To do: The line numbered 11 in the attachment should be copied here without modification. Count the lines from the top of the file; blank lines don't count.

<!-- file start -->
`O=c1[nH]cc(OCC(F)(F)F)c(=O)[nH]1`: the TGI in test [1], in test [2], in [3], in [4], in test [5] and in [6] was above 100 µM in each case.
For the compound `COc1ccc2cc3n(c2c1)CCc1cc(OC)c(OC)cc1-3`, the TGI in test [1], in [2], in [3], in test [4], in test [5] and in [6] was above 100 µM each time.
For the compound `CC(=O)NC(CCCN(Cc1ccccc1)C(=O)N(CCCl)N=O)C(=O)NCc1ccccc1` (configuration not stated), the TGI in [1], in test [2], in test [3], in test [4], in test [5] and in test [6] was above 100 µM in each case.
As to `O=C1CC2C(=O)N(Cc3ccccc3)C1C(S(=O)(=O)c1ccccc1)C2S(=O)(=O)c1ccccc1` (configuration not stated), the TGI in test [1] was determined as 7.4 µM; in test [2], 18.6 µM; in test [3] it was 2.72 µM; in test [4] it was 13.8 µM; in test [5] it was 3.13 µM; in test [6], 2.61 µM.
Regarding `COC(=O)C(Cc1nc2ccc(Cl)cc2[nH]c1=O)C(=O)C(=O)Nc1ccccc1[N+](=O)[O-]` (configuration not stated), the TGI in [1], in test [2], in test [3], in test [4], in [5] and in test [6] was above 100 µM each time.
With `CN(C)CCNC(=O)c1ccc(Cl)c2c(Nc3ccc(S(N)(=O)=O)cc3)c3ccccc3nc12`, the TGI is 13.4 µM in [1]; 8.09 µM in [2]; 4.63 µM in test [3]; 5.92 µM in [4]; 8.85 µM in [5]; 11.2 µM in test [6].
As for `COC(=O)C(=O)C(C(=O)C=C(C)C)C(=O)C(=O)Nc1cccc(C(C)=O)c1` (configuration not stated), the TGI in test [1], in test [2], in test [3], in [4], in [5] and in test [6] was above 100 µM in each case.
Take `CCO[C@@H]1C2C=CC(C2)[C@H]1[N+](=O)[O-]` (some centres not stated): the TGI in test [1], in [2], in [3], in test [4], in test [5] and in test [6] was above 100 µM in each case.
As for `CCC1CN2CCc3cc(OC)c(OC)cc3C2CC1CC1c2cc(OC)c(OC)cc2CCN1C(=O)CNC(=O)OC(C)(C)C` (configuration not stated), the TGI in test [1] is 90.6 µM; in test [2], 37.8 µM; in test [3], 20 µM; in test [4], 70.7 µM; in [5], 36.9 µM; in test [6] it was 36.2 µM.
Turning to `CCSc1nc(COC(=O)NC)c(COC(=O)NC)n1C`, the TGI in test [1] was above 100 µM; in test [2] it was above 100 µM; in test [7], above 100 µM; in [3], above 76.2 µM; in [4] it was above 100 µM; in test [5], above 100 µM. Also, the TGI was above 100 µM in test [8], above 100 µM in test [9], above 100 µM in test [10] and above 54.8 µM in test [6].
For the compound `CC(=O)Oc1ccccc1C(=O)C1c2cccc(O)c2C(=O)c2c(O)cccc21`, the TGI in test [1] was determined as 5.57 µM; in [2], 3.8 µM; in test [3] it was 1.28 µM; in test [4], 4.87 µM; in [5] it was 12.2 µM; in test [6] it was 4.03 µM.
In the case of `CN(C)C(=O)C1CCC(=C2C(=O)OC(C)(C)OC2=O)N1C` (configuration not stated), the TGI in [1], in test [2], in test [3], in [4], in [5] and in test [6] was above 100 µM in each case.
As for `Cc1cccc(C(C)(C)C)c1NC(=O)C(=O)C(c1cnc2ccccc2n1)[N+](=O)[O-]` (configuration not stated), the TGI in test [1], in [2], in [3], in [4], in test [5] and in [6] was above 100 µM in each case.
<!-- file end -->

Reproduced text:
For the compound `CC(=O)Oc1ccccc1C(=O)C1c2cccc(O)c2C(=O)c2c(O)cccc21`, the TGI in test [1] was determined as 5.57 µM; in [2], 3.8 µM; in test [3] it was 1.28 µM; in test [4], 4.87 µM; in [5] it was 12.2 µM; in test [6] it was 4.03 µM.